Ronald Davis  


The Contested Mark by Ronald Davis

November 2021 - The Contested Mark

About the Image(s)

The Contested Mark

In this photo I have submitted a triptych of what happens from behind with a contested mark in Australian Rules Football and a side on view of a similar contested mark. Not all marks are contested, but many are as players play directly on each other, so the game is full of group aerial contests for the ball. Each season the AFL has mark of the season and even mark of all time. Many pro photographers strive to capture these marks as they bring great prestige. My photo is of a suburban Melbourne Eastern suburbs league game 3rd division, still ok standard, some players would be part time professional.

Photo 1 Canon 550D Canon EF 100-300mm. Processed in Lightroom Auto, Sharpening
Photo 1 1600 FPS F5.6 Photo 2 1000 FPS F?
Photo 2 Canon 550D Unknown lens but old style manual. Same processing as above.


This round’s discussion is now closed!
7 comments posted




Isaac Vaisman M.D.   Isaac Vaisman M.D.
Ronald, rugby is a non familiar sport for me. Have never watched a game. Being from South America, soccer is my thing. Interesting events are going on from behind. You were able to document them. The image is sharp and the colors are very well handled.   Posted: 11/08/2021 15:42:17



Ronald Davis   Ronald Davis
Hi Isaac. The game is not rugby it is Australian Rules Football nothing like rugby or soccer. In Australian Football no such thing as offside, players can locate anywhere on the field which is quite large 180 + meters by 150-160 metres arena. Photo 1 is of a pack of players flying for the ball trying to take a clear mark which will give them a deliberate kick at the ball, if mark is taken by a forward player then they will have a kick at the goals, assuming they are within kicking distance. A defending player if he takes mark will kick it back from the direction it has come from. Photo 2 is same type of contest, different match though from a side on view. In photo 2 the two front players have missed the mark the third and fourth player in the line still have a chance as long as it was not touched by any of the first 2.
Should have added photo joined by Windows Paint 3D.   Posted: 11/08/2021 22:17:02
Isaac Vaisman M.D.   Isaac Vaisman M.D.
Ronald, sorry for my ignorance about the game. Thank you very much for the explanation.   Posted: 11/09/2021 09:50:08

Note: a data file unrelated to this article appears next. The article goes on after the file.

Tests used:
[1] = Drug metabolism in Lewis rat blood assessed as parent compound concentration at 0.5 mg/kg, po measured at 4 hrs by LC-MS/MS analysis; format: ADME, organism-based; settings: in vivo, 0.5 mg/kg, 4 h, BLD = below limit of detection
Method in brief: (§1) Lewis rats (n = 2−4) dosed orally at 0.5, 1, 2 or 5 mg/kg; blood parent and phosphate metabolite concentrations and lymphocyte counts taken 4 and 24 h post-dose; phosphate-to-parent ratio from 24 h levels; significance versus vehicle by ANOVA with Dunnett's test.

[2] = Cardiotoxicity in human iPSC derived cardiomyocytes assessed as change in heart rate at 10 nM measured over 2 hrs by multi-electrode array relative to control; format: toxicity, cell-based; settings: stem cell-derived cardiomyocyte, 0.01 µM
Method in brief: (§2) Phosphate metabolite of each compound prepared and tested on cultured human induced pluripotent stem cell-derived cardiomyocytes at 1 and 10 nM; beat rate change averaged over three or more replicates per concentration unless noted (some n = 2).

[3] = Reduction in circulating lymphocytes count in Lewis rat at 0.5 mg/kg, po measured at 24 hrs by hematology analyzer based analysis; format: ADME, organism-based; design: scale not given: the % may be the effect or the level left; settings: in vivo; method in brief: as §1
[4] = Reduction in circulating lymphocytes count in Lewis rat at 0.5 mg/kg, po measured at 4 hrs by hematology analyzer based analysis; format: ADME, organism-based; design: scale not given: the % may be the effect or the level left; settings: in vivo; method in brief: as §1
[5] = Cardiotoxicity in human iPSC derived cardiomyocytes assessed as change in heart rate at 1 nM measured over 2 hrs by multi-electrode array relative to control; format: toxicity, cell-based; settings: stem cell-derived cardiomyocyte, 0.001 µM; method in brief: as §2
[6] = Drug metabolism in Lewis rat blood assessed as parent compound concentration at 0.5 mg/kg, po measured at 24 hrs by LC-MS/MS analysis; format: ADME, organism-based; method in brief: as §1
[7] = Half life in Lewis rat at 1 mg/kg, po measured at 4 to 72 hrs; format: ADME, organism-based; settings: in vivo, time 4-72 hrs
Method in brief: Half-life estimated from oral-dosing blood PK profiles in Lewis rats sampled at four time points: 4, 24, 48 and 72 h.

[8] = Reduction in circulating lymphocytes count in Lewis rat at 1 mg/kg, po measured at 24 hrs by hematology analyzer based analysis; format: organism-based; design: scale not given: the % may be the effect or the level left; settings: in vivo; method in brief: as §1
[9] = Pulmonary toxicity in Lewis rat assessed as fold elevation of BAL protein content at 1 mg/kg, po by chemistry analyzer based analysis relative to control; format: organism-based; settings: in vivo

Hans-Werner Griepentrog   Hans-Werner Griepentrog
Hi Ron, nice that you show us a sport that I was not familiar with before. Your two photos show good action scenes. Australian Rules Football requires different types of players than Rugby, tall and athletic players certainly have an advantage.   Posted: 11/09/2021 02:16:21
Ronald Davis   Ronald Davis
Players are not all tall but in recent times are. Big change in the game since 1990's is the stamina of all players, many players will cover around 10-11 kms per match it is better to have running ability like a 8oo metre track runner. Pacific Islanders much preferred in rugby (hard bodies, power and collision strength) could not keep up with Aussie Footballs game tempo. Not one Islander is any Australian Football AFL team 18 teams x 50 players each = 900 players. Those Australians of European decent seem to be the best suited as are Australian Indigenous people. African people are starting to enter the game Somalians especially. African Americans have played the game, only a few, they have had great difficulty trying to catch the oval ball but like in basketball they have a great leap, probably need to have played the game since early childhood.   Posted: 11/09/2021 04:40:11



Bruce Benson   Bruce Benson
I
Ronald, very interesting information, I have seen a few Ausie rules games on TV but otherwise know nothing about it. Thanks for showing these images. Bruce   Posted: 11/17/2021 19:54:36



Gerald Emmerich Jr   Gerald Emmerich Jr
Like everyone else, I don't know about Australian Rules Football. It appears to me that Photo 1 captures the "mark" at its peak action. It's too bad that the ball is so close to the white sky -- it gets lost in the trees. It looks like you've got peak action in Photo 2 as well, with four feet off the ground on the right side of the frame. And the ball shows up much better against the dark background. It looks like good timing on both photos.   Posted: 11/28/2021 00:36:04